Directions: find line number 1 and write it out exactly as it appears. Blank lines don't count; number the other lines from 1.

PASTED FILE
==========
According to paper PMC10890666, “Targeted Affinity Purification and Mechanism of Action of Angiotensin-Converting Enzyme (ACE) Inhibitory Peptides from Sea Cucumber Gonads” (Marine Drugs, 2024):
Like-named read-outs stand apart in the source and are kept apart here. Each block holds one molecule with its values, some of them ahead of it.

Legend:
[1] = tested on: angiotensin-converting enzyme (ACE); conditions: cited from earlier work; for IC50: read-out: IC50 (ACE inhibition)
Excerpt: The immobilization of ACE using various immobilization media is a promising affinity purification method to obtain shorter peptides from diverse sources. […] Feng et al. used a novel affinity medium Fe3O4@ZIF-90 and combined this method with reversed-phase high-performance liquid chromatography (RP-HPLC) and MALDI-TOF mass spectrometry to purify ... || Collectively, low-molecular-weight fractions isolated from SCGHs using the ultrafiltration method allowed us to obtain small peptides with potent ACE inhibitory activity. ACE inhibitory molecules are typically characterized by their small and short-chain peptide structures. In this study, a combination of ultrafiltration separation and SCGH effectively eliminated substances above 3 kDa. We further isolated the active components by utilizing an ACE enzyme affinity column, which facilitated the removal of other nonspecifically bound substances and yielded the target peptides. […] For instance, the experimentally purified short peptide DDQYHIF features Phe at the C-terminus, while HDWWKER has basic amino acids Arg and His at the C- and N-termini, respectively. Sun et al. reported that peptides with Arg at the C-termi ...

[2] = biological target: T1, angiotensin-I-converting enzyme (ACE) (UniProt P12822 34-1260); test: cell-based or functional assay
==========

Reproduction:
According to paper PMC10890666, “Targeted Affinity Purification and Mechanism of Action of Angiotensin-Converting Enzyme (ACE) Inhibitory Peptides from Sea Cucumber Gonads” (Marine Drugs, 2024):